Bacon considered that it is of greatest importance to science not to keep doing intellectual discussions or seeking merely contemplative aims, but that it should work for the bettering of mankind's life by bringing forth new inventions, having even stated that "inventions are also, as it were, new creations and imitations of divine works" .  He cites examples from the ancient world, saying that in Ancient Egypt the inventors were reputed among the gods, and in a higher position than the heroes of the political sphere, such as legislators, liberators and the like. He explores the far-reaching and world-changing character of inventions, such as in the stretch:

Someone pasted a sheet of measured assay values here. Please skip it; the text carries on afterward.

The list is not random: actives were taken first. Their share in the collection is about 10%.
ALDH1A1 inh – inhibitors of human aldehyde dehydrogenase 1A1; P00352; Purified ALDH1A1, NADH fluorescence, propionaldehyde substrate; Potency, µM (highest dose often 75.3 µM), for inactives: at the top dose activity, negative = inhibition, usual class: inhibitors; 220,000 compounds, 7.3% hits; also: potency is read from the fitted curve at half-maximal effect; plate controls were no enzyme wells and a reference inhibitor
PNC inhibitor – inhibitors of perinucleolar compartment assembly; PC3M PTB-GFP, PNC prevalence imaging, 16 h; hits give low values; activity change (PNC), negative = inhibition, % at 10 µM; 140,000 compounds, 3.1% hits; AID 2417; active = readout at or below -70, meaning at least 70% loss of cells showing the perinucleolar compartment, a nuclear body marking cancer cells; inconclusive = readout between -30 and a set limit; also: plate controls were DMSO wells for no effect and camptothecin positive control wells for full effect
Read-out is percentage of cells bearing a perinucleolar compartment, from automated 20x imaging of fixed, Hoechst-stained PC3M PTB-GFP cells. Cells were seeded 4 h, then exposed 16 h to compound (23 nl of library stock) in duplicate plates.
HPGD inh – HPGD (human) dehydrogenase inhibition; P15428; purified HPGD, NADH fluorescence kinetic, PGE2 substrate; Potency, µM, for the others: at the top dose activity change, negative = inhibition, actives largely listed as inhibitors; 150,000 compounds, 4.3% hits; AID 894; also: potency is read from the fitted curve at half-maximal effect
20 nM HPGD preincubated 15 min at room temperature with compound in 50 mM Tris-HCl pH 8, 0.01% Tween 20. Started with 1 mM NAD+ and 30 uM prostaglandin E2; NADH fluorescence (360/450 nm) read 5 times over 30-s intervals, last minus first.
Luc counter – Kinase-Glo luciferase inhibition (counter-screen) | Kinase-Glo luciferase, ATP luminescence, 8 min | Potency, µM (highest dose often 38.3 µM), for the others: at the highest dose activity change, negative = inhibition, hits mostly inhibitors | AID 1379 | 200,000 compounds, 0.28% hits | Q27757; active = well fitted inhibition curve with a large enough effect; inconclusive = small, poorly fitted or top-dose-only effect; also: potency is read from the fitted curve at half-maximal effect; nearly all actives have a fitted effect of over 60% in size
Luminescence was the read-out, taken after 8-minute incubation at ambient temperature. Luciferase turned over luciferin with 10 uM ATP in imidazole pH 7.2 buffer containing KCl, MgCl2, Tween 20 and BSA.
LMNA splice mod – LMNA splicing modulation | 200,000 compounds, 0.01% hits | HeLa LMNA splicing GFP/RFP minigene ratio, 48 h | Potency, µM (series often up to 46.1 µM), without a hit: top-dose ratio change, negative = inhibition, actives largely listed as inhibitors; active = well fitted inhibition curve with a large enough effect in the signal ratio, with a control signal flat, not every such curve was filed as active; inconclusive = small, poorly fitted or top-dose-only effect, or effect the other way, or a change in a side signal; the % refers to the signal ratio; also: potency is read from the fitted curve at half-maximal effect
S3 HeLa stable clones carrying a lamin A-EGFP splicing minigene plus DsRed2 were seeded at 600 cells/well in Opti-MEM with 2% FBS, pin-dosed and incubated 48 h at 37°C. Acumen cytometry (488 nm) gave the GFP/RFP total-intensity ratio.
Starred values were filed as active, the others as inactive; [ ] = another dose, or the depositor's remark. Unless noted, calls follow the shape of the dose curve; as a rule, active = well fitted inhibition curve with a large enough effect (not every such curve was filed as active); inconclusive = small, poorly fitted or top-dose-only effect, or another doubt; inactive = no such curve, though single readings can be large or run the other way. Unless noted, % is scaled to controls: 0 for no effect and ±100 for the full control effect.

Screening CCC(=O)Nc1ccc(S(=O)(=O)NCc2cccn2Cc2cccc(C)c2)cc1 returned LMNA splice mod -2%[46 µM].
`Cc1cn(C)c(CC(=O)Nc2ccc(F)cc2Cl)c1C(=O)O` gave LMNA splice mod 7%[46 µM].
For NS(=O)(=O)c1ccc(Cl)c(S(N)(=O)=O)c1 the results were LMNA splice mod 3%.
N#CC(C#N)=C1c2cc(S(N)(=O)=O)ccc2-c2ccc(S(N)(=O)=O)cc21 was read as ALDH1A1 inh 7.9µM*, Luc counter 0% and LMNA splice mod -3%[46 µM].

Edmund Gettier called into question the theory of knowledge and the traditional definition of knowledge. Gettier's argument is that there are situations in which one's belief may be justified and true, yet fail to count as knowledge. He contended that while justified belief in a true proposition is necessary for that proposition to be known, it is not sufficient. According to Gettier, there are certain circumstances in which one does not have knowledge, even when all of the above conditions are met. Gettier proposed two thought experiments, which have come to be known as "Gettier cases," as counter examples to the classical account of knowledge. He argued it is possible to arrive at an assumption based on belief which is deemed justified, but happens to be true only by chance, because the outcome was predicted for the wrong reason and so can't be classed to be knowledge.